Figure 1. The study area stand is infested with a dense carpet of sedge that covers nearly 100% of the forest floor. Little natural regeneration is occurring on the site even though the stand was recently harvested leaving about 80 ft2/ac of residual basal area.

Pre-treatment stand description and condition

Landowner objectives/situation:

The landowner’s overall goal is to promote a healthy forest and one component of this is healthy and successful regeneration. The limitations to adequate regeneration are:

  1. Management Techniques – There is lots of research on hardwood densities, gaps, species composition, seed bed preparations, etc. Though important, it is not a focus of this study as the same management strategies failing in stands with sedges are successful in areas absent of the sedges; notably these successful areas also have low deer numbers.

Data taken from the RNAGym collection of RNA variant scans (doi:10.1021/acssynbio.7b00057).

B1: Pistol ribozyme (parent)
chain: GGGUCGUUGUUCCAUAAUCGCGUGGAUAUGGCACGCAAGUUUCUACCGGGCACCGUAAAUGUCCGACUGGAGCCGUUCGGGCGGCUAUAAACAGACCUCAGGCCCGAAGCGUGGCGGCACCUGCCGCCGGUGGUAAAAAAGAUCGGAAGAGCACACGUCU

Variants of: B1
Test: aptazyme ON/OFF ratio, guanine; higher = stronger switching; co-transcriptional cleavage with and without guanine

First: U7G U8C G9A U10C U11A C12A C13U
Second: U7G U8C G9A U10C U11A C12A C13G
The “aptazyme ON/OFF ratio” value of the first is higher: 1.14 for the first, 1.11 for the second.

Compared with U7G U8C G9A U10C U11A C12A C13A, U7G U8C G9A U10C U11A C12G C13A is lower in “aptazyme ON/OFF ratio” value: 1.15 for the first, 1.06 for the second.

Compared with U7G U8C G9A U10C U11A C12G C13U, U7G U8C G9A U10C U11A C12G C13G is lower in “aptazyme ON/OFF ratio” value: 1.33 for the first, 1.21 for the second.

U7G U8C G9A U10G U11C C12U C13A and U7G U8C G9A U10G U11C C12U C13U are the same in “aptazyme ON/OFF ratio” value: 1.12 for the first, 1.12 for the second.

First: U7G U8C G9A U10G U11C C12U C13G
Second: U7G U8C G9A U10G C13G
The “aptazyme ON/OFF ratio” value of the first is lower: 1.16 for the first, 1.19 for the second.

2. Climate Change – Not a whole lot to work with here, other than beginning assisted migration and promoting more southern species. Surely a contributing factor but not a fiscally feasible treatment option.
  3. Earthworms – They are here. They remove the duff layer, mix the soil, allow for excessive drainage, reduce soil moisture, alter nutrient fluxes, warm the soil in spring (no duff layer), contribute to potential frost heaving, etc… Again, surely a contributing factor but no fiscally feasible treatment option available at this time.
  4. Deer – They are also here. Over the years, study after study shows how excess deer densities hinder the ability of successful forest management as well as exacerbate the majority of other forest health issues. However, with the political and social stigma surrounding deer their control as a treatment is essentially a moot point. Though moot, creating small deer exclosures are cheap and easy and may shed some light on how other treatments are working.